Well, a field expedient, or maybe for folks who beat up a bar so bad so fast
that it's not important, like limbers.
However, bar oils are formulated differently even for summer and winter to
try and hit that happy place where it carries well enough to lubricate,
while having the good sense to get out of the way with its burden of dirt
when the chain runs fast and free.
I'm in hardwood country, and in the days before harvesters it was really
tough to find someone who didn't use bar oil, or respect the tool that
brought him his livelihood well enough to spend the four bucks per gallon.
Bubba in the pineywoods might have enough waste oil in the junkers in his
front yard to cut for a couple of days, but it just doesn't make sense for
someone earning a living with his saw to scrounge dirty oil.
Who the hell let's the bar or chain hit the dirt?
If you are that careless, then you may as well use water
instead of bar oil.
firstname.lastname@example.org (Doug Miller) wrote:
I'm wondering which part of "The first time the tip touches dirt even
for an instant, you've just put more crap on the bar than any amount of
used motor oil possibly could" you can't comprehend.
Face it, Doug, waste oil is perfectly fine as bar oil, despite your
bleating to the contrary.
(And the greenies who might want to cry about it are perfectly welcome
to go suck rocks.)
Don Bruder - email@example.com - New Email policy in effect as of Feb. 21, 2004.
Short form: I'm trashing EVERY E-mail that doesn't contain a password in the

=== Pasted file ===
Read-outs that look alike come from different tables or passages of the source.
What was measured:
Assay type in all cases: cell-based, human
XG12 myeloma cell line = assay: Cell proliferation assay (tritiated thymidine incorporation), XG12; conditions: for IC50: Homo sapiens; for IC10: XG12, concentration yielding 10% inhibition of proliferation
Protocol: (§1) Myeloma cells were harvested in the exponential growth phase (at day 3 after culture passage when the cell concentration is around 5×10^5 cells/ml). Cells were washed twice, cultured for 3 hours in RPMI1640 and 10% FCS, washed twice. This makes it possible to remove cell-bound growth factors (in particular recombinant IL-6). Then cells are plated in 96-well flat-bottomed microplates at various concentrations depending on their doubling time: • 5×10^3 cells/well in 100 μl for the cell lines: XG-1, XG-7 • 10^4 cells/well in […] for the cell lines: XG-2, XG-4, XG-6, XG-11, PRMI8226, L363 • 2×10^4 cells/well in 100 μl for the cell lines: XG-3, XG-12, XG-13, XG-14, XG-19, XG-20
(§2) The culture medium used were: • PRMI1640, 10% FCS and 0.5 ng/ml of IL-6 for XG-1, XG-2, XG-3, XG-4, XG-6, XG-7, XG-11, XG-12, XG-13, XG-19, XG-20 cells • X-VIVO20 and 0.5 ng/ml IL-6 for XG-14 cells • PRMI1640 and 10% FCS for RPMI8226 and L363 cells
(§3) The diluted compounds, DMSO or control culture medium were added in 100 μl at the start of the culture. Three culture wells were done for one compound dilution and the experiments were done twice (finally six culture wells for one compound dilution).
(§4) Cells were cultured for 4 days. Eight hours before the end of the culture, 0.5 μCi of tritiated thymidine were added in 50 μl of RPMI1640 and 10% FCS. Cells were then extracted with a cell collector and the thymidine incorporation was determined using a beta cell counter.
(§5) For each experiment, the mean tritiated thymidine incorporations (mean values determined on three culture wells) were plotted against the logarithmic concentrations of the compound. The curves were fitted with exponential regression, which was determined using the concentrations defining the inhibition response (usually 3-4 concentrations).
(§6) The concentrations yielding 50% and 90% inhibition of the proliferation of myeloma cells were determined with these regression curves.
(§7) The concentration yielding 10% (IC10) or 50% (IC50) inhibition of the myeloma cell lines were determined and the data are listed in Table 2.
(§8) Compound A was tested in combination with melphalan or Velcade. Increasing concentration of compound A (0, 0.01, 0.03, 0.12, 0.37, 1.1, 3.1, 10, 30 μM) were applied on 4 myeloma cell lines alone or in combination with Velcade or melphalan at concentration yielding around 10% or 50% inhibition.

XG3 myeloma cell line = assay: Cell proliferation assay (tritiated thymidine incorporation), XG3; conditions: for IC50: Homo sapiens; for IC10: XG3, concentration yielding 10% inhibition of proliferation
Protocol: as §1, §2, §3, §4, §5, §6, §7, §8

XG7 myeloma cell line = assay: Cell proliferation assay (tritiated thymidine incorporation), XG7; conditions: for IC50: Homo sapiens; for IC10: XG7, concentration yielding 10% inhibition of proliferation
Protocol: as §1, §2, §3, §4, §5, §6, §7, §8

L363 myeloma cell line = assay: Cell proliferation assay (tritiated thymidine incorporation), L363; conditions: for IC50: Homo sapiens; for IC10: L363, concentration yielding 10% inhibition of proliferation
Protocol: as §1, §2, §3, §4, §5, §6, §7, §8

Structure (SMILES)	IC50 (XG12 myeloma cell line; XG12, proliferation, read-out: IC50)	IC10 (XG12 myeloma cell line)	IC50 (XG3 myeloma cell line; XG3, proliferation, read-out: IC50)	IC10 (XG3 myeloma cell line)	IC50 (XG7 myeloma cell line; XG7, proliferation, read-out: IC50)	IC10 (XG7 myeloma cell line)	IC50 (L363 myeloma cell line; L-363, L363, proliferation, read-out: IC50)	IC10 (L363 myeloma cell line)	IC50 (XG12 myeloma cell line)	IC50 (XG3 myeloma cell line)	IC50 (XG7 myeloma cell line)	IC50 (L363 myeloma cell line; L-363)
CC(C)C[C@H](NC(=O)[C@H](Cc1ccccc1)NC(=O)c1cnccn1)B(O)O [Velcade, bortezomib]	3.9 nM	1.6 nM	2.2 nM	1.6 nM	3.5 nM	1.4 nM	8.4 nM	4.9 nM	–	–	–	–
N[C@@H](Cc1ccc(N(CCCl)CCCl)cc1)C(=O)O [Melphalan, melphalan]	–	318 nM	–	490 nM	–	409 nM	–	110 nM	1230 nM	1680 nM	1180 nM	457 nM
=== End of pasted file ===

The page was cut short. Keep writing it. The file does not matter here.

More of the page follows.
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Hoping you are not as obtuse as Doug, the purpose of the oil is _also_ to
help get the dirt which gets on the bar flushed away.
Unless your trees are much different that the rest of the world, the
bark/branch pockets/crotches will collect dirt.
I'm not sure what you think you read. I never said anything beyond stating
what is, or should be, self-evidently obvious: that new oil is a better
lubricant than used oil, and that oils specifically formulated for a
particular purpose are better suited to that purpose than oils which are not.
Doug Miller (alphageek at milmac dot com)
It's the logical characterization by extension of your absolute position
which is repeated on a myriad of subjects...
It's not that the statements themselves are strictly incorrect (yes, new
oil <is> more lubricating than old, and yes, what is entrained in used
oil isn't a lubricant), it's that you tend to apply the principle to the
extreme where, in this case, the lubrication reqm'ts are so minimal and
the inevitable introduction of extraneous dirt and grime makes carrying
on over using virgin lubricant specifically tailored to the purpose such
overkill as to invite parody...
That help? :)
And, btw, most of the loss of function in motor oil isn't the oil, per
se, it's the breakdown of the additives that are there specifically for
the high-temperature/high-pressure conditions of an engine--conditions
not at all prevalent in the application here.
To that I certainly plead guilty... :)
I consistently try to point out the tendency to go to extremes (of which
you're not the only propoent), sadly. :(
I had hoped you just <might> see at least a modicum of levity arising in
the continuing descent into absurdium...alas, if not. I tried.
We've been waiting for that 'round these parts as long as I can remember. I
don't think Doug ever admits to being wrong. As near as I can tell, his
opinion is the nearest thing to gospel truth. Doug, thanks for setting us
all on the path to righteousness!
I've been using hair oil in my chain saw for years. The chain always
stays neat and nicely slicked down, even in a strong wind.
Occasionally you should take it to a barber for a trim. Some prefer to
take the chain saw to a beauty parlor for a wash and set, but that's
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